I think you have articulated something very important. Oneness is often assumed to be the highest truth partly because it is deemed to be the simplest/most profound even most logical, and partly because of mystical experience. But mystical experience is a very limited way of understanding truth as it always needs to be interpreted.
@Jack - I know a fair bit about Zen Buddhism - which is a very pure, elite and monastic practice; but not the kind of syncretic religions practiced by millions as the various kinds of Buddhism - which have all kinds of (often local) practices and doctrines.
To make a metaphysical critique of a theology, one can't rely on the assurances of practitioners that such and such a problem has been solved by such and such a doctrine - because as often as not, the 'patch' put on to cover an inconsistency will lack a rationale (i.e. will be arbitrary or unprincipled) and will therefore create other inconsistencies; and so the problem of incoherence remains.
The other things is that my understanding of philosophy generally is to clarify a situation until it becomes comprehensible in a single mental act of grasping. When the terminus of philosophy is itself incomprehensible - or too complex to grasp whole - then I would say that philosophy has failed, and needs to try again!
@William - Thanks.
Your insights have helped here.
I think oneness spirituality needs to be confronted and analysed because it is appealing to the modern mind for mostly-wrong reasons. In a sense, it seems better than no spirituality at all; but in a deeper sense oneness-meditation is used in a therapeutic way that actually supports the agenda of of evil.
Because if all is truly one, there can be no *real* evil (except to deny that all is one) - and then the discernment and detection and opposing of evil is regarded as a this-worldly error. Thus, exactly what is Most needed (from a Christian understanding) is relabeled as unenlightened.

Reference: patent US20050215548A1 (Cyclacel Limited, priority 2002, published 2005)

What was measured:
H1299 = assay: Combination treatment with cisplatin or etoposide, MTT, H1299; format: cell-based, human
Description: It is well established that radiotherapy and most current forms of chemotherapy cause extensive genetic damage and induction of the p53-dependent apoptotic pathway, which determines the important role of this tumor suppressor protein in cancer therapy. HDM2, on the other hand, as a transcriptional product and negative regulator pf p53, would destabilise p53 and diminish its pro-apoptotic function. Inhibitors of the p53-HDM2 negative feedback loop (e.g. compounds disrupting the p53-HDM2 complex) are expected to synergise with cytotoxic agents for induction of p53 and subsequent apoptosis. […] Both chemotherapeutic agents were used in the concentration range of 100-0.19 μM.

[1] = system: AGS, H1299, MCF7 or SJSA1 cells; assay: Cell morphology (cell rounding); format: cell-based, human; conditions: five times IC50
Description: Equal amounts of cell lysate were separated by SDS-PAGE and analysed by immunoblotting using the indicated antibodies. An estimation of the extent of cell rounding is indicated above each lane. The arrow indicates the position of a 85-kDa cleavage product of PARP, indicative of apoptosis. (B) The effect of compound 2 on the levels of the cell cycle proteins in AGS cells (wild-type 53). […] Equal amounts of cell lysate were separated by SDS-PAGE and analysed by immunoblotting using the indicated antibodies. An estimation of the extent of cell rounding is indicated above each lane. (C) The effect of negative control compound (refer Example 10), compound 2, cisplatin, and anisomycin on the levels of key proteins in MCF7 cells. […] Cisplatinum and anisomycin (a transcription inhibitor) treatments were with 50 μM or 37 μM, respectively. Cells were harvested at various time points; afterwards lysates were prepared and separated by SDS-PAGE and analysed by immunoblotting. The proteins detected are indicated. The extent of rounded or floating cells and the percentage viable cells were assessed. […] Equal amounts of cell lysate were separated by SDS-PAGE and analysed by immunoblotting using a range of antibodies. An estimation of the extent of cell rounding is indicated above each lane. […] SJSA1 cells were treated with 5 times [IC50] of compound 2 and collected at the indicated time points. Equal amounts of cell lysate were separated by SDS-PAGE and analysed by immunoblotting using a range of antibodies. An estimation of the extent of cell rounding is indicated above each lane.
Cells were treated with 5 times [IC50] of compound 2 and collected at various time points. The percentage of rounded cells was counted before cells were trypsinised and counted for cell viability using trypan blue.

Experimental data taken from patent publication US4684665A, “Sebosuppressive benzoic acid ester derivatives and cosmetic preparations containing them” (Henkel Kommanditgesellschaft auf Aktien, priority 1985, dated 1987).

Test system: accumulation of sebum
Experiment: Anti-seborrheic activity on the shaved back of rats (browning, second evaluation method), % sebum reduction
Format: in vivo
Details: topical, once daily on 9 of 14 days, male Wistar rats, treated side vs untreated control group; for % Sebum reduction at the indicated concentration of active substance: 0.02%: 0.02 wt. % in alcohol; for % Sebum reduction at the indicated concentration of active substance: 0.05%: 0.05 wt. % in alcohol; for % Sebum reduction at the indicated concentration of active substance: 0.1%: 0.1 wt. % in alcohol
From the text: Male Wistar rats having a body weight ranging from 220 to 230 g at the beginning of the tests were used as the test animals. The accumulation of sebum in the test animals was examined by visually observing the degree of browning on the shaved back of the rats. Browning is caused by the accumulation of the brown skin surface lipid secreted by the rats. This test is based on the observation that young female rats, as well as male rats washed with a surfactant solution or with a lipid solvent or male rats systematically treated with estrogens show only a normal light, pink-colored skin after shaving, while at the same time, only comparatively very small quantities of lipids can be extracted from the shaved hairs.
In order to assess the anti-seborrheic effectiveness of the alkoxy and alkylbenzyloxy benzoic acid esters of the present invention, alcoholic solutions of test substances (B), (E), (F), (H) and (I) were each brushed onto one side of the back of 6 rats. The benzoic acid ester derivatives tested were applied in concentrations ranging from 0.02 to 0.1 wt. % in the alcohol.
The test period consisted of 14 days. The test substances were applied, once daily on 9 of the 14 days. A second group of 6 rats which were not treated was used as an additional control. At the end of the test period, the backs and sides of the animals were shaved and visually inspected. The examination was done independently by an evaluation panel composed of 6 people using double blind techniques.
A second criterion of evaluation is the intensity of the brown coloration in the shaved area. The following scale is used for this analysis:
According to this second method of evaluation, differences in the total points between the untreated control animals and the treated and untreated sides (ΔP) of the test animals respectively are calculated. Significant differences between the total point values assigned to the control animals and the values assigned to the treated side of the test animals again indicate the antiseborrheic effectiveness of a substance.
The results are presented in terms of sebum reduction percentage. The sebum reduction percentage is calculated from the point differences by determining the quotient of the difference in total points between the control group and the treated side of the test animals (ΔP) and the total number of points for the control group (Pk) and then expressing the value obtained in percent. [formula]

Small wonder that the Global Establishment is happy to tolerate, and even encourage, oneness spirituality.
We live in narrowness and injustice. We are obliged to press close to each other and, in order to suffer the least possible, we try to maintain a certain order. But why attribute to God, the God whom neither time nor space limits, the same respect and love for order? Why forever speak of "total unity"? If God loves men, what need has He to subordinate men to His divine will and to deprive them of their own will, the most precious of the things He has bestowed upon them? There is no need at all. Consequently the idea of total unity is an absolutely false idea. And as philosophy cannot ordinarily do without this idea, it follows therefrom, as a second consequence, that our thought is stricken with a terrible malady of which we must rid ourselves, no matter how difficult it may be.
We are all endlessly concerned with the hygiene of our soul; as far as our reason is concerned, we are persuaded that it is perfectly healthy. But we must begin with reason. Reason must impose upon itself a whole series of vows, and the first of these is to renounce overly great pretensions. It is not forbidden for reason to speak of unity and even of unities, but it must renounce total unity - and other things besides.
And what a sigh of relief men will breathe when they suddenly discover that the living God, the true God, in no way resembles Him whom reason has shown them until now!
From "Athens and Jerusalem" by Lev Shestov
Thought you might find some of Guenon's thoughts on mysticism interesting. The larger topic is magicians. Apologies for the long quote: